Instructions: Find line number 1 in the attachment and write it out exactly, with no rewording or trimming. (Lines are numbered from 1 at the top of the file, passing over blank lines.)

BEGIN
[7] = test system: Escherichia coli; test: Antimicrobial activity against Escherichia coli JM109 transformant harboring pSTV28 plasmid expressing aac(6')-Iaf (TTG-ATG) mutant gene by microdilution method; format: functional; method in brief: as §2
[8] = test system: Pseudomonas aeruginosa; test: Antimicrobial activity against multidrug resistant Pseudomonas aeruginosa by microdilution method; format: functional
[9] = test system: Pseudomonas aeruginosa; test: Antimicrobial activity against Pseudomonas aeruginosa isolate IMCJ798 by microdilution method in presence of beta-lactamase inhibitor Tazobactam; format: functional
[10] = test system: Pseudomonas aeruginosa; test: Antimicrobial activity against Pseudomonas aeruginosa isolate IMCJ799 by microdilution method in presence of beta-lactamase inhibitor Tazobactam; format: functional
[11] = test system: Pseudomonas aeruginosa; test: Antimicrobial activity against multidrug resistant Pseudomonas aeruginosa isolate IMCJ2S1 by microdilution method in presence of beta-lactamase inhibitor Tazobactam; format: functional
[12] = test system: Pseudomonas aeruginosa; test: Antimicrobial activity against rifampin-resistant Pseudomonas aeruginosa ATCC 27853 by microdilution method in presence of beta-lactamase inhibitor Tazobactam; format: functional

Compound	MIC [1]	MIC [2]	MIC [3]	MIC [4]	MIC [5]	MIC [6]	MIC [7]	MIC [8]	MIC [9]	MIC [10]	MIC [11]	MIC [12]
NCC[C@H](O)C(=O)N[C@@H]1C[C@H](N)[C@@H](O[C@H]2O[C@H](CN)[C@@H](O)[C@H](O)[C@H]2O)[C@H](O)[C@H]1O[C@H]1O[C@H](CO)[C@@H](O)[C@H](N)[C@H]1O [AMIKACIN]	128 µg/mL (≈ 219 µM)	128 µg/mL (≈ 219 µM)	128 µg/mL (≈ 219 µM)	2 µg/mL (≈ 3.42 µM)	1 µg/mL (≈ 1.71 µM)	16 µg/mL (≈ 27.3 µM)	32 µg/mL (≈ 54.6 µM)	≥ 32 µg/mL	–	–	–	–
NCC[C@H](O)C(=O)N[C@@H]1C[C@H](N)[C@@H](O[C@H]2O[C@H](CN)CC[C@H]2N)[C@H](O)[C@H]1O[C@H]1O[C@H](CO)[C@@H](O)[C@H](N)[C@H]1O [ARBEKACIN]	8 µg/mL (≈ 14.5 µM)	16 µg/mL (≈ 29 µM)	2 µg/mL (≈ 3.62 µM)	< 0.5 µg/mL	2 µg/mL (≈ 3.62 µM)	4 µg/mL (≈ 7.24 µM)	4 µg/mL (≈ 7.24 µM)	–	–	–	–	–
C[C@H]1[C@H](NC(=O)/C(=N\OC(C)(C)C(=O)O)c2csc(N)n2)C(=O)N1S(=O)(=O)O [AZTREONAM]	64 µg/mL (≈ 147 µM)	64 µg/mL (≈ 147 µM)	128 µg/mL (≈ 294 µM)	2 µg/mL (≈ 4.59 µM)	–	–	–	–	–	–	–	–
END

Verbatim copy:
[7] = test system: Escherichia coli; test: Antimicrobial activity against Escherichia coli JM109 transformant harboring pSTV28 plasmid expressing aac(6')-Iaf (TTG-ATG) mutant gene by microdilution method; format: functional; method in brief: as §2